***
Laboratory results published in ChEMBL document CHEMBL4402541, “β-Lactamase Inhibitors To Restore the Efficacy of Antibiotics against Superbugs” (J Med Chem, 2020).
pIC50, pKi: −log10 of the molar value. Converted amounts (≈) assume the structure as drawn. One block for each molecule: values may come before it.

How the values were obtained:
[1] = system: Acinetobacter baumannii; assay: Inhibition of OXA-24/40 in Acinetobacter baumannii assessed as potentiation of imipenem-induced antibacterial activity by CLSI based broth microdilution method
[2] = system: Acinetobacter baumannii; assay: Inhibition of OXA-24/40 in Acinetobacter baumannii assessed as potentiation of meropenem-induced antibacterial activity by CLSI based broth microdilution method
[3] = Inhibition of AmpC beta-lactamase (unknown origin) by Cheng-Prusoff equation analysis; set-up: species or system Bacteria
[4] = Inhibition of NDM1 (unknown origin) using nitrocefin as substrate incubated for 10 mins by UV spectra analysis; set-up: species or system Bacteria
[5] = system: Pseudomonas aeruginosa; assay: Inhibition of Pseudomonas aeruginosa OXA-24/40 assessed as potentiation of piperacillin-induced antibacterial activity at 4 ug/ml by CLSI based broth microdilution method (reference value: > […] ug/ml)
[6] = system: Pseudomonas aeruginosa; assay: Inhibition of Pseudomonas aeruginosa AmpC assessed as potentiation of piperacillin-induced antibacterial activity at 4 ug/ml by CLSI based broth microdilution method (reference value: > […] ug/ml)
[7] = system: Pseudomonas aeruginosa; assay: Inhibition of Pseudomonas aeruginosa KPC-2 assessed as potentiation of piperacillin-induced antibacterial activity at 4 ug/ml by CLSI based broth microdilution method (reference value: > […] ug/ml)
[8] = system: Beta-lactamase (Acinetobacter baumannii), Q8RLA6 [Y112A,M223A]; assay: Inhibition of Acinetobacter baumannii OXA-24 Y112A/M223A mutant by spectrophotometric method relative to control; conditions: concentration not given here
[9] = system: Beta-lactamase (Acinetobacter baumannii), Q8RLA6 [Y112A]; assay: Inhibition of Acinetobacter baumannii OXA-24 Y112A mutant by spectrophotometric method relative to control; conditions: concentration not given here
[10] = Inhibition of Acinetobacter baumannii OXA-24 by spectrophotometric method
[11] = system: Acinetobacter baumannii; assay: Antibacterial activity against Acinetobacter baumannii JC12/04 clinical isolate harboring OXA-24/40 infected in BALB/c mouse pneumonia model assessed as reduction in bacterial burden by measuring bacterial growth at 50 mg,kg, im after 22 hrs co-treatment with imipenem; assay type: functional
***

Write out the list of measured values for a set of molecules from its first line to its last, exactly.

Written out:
Laboratory results published in ChEMBL document CHEMBL4402541, “β-Lactamase Inhibitors To Restore the Efficacy of Antibiotics against Superbugs” (J Med Chem, 2020).
pIC50, pKi: −log10 of the molar value. Converted amounts (≈) assume the structure as drawn. One block for each molecule: values may come before it.

How the values were obtained:
[1] = system: Acinetobacter baumannii; assay: Inhibition of OXA-24/40 in Acinetobacter baumannii assessed as potentiation of imipenem-induced antibacterial activity by CLSI based broth microdilution method
[2] = system: Acinetobacter baumannii; assay: Inhibition of OXA-24/40 in Acinetobacter baumannii assessed as potentiation of meropenem-induced antibacterial activity by CLSI based broth microdilution method
[3] = Inhibition of AmpC beta-lactamase (unknown origin) by Cheng-Prusoff equation analysis; set-up: species or system Bacteria
[4] = Inhibition of NDM1 (unknown origin) using nitrocefin as substrate incubated for 10 mins by UV spectra analysis; set-up: species or system Bacteria
[5] = system: Pseudomonas aeruginosa; assay: Inhibition of Pseudomonas aeruginosa OXA-24/40 assessed as potentiation of piperacillin-induced antibacterial activity at 4 ug/ml by CLSI based broth microdilution method (reference value: > […] ug/ml)
[6] = system: Pseudomonas aeruginosa; assay: Inhibition of Pseudomonas aeruginosa AmpC assessed as potentiation of piperacillin-induced antibacterial activity at 4 ug/ml by CLSI based broth microdilution method (reference value: > […] ug/ml)
[7] = system: Pseudomonas aeruginosa; assay: Inhibition of Pseudomonas aeruginosa KPC-2 assessed as potentiation of piperacillin-induced antibacterial activity at 4 ug/ml by CLSI based broth microdilution method (reference value: > […] ug/ml)
[8] = system: Beta-lactamase (Acinetobacter baumannii), Q8RLA6 [Y112A,M223A]; assay: Inhibition of Acinetobacter baumannii OXA-24 Y112A/M223A mutant by spectrophotometric method relative to control; conditions: concentration not given here
[9] = system: Beta-lactamase (Acinetobacter baumannii), Q8RLA6 [Y112A]; assay: Inhibition of Acinetobacter baumannii OXA-24 Y112A mutant by spectrophotometric method relative to control; conditions: concentration not given here
[10] = Inhibition of Acinetobacter baumannii OXA-24 by spectrophotometric method
[11] = system: Acinetobacter baumannii; assay: Antibacterial activity against Acinetobacter baumannii JC12/04 clinical isolate harboring OXA-24/40 infected in BALB/c mouse pneumonia model assessed as reduction in bacterial burden by measuring bacterial growth at 50 mg,kg, im after 22 hrs co-treatment with imipenem; assay type: functional